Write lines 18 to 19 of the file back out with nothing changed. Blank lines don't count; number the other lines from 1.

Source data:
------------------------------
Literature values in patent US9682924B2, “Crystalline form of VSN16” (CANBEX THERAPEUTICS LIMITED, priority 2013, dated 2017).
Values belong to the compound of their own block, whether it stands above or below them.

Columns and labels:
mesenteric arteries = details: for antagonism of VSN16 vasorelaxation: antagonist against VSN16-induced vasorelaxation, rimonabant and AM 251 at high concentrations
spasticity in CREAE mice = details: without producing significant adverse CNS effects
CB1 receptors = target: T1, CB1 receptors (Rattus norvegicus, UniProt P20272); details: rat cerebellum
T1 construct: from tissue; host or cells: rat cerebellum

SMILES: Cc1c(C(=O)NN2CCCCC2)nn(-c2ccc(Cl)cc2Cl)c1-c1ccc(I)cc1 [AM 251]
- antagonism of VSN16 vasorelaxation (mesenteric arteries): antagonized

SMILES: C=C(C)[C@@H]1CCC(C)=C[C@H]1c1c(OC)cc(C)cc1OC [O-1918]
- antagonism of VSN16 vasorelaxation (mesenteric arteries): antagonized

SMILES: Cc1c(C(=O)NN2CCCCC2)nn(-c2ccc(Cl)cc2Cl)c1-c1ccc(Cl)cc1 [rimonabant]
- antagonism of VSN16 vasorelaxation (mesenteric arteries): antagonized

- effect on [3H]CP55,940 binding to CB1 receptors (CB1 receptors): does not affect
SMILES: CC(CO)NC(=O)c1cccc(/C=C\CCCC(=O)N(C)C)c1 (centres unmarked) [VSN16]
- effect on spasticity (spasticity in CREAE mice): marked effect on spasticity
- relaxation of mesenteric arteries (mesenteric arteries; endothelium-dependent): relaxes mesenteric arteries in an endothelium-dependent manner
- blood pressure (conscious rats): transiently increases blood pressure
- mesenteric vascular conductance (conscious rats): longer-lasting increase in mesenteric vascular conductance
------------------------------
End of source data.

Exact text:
- blood pressure (conscious rats): transiently increases blood pressure
- mesenteric vascular conductance (conscious rats): longer-lasting increase in mesenteric vascular conductance